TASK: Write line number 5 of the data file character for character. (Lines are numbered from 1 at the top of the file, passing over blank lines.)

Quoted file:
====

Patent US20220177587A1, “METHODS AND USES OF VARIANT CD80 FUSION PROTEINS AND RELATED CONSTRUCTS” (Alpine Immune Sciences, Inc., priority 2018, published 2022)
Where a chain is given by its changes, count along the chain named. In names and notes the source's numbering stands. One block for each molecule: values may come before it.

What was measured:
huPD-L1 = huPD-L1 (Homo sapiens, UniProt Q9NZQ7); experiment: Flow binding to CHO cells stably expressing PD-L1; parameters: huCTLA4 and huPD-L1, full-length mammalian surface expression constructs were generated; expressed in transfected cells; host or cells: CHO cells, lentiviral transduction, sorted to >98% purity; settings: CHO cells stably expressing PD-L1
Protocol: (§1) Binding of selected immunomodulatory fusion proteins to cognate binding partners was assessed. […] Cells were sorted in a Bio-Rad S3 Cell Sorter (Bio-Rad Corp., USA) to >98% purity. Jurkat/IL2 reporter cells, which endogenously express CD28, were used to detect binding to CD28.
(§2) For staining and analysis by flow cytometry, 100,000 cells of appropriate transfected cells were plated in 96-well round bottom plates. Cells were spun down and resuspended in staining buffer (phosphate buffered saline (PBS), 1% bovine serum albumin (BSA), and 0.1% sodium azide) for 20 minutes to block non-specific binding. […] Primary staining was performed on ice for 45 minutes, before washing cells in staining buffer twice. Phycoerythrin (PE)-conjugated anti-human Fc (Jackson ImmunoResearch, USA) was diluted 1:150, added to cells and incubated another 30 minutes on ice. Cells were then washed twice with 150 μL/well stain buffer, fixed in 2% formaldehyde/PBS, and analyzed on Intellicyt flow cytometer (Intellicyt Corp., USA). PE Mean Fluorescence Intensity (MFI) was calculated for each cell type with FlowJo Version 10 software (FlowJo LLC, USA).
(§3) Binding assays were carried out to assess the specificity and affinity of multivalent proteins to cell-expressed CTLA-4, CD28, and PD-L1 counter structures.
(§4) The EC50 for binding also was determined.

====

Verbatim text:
Protocol: (§1) Binding of selected immunomodulatory fusion proteins to cognate binding partners was assessed. […] Cells were sorted in a Bio-Rad S3 Cell Sorter (Bio-Rad Corp., USA) to >98% purity. Jurkat/IL2 reporter cells, which endogenously express CD28, were used to detect binding to CD28.